Sunday, June 11, 2017

I Love Theme-Based Learning


This is a little girl who is completely engaged in the world of bugs. Because our theme for Mother Goose Time last month was "Bugs and Other Crawly Things," her and her brother have devoted so much of their energy to finding bugs, asking me to find them information on specific bugs, reading about bugs, and creating bug habitats. They are completely engrossed with bugs. And this is why I absolutely love theme-based learning. 

When I first began teaching third grade in 2000, public school education was very much going away from the form of theme-based learning, where you teach your students everything there is to know about a certain subject. I understood why the leaders were against this. Teachers had been teaching about topics such as "butterflies" or "the desert"  but the real work that was necessary to learn the objectives wasn't being focused on. The students were walking away knowing a gigantic amount of information about butterflies but not how to correctly punctuate a sentence. They knew all of the different deserts of the world but not how to read four syllable words. 

I've always been so grateful to the themes that I've taught over the years, because these themes have always been a vehicle in which to learn the objectives. Most of the time our themes came from our social studies and science curriculum. In 4th grade I taught about the pioneers and had my students write pioneer journals. Through this they learned how to write creatively and how to use "voice" and good "word choice." (This was through a writing program called the 6 + 1 Traits of Good Writing). 

In public education (in the younger grades) the thought is still that the lamguage arts and math objectives are the most important thing and that the social studies and science objectives come in second. As a now homeschooling mom...I can now say that I think they are equally important. Without a theme that grabs a child's interest, they don't have anything exciting on which to build their writing. This is okay for students who don't struggle, but the struggling ones need themes that grab them! And even for the students who don't struggle, learning how to indent at the start of a paragraph is far more exciting through writing about a sarcophagus!!!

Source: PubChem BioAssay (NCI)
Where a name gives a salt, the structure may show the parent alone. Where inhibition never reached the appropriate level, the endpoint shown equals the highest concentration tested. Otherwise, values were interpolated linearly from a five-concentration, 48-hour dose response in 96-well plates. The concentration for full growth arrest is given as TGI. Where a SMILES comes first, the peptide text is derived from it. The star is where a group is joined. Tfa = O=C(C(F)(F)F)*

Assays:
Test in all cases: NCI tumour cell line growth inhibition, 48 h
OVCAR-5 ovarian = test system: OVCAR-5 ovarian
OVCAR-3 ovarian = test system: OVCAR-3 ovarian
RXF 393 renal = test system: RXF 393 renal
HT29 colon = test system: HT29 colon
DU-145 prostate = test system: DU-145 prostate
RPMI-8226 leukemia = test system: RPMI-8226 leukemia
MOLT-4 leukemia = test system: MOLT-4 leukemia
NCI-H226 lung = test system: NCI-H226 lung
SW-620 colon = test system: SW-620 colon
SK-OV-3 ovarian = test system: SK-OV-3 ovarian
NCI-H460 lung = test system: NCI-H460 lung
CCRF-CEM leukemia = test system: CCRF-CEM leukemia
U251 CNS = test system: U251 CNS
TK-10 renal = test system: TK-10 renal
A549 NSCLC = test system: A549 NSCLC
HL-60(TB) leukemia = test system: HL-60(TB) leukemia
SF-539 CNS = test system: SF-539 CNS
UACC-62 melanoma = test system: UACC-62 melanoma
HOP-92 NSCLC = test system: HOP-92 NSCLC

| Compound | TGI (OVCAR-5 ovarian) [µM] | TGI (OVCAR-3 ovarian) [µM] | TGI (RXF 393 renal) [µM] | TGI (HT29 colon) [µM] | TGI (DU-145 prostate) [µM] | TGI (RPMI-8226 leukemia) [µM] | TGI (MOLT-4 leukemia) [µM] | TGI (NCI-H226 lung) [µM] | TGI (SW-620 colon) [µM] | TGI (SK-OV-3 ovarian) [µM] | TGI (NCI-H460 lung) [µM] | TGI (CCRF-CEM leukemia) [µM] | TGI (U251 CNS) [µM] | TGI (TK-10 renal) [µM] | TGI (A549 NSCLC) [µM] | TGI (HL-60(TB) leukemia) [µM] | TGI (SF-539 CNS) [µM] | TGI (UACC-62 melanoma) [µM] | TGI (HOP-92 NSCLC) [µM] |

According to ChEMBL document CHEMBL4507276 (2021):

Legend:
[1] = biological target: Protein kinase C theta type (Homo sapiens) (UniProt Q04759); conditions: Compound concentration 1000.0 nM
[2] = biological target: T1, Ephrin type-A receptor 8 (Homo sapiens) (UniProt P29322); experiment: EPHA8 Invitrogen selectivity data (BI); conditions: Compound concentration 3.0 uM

I want my children to love learning and the actual content of "bugs" and "deserts" and "farms" is just as important. This is what fuels the love of learning. And this is why I love that MGT bases their program around themes. They teach important content through these theme about the actual subject matter and they use the subject matter to teach math and language arts objectives. I love it. 



I'm not kidding you when I tell you that they were searching all day for slugs. 



They found their slugs and created the ultimate home for them. 

Strong B pulled out our Storybook of the Month and tried to identify bugs he had found throughout the day. Reading, researching, exploring, searching...all beautiful things accomplished through a theme. 


*I  receive Mother Goose Time curriculum in exchange for my honest sharing of experiences, resulting from our personal use. All opinions/thoughts are my own and are in no way influenced by others.

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